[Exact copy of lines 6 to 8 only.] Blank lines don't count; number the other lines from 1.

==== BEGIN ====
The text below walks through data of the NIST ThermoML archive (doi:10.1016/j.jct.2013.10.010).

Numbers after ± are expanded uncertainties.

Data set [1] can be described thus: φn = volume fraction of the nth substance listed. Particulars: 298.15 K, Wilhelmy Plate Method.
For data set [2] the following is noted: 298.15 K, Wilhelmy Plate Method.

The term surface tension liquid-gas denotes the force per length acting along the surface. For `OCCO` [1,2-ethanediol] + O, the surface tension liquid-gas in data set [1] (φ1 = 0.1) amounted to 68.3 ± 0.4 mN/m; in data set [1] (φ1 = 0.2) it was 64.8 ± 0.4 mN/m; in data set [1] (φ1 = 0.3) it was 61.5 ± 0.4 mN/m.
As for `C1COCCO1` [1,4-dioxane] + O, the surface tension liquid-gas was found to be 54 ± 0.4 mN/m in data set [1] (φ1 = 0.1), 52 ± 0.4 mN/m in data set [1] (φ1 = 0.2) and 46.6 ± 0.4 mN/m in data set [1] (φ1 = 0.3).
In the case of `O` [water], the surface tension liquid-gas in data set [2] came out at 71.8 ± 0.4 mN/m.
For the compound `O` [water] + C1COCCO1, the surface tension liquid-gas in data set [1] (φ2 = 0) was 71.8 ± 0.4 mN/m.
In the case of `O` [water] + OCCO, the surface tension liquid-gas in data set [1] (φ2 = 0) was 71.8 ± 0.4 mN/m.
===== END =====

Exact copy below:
As for `C1COCCO1` [1,4-dioxane] + O, the surface tension liquid-gas was found to be 54 ± 0.4 mN/m in data set [1] (φ1 = 0.1), 52 ± 0.4 mN/m in data set [1] (φ1 = 0.2) and 46.6 ± 0.4 mN/m in data set [1] (φ1 = 0.3).
In the case of `O` [water], the surface tension liquid-gas in data set [2] came out at 71.8 ± 0.4 mN/m.
For the compound `O` [water] + C1COCCO1, the surface tension liquid-gas in data set [1] (φ2 = 0) was 71.8 ± 0.4 mN/m.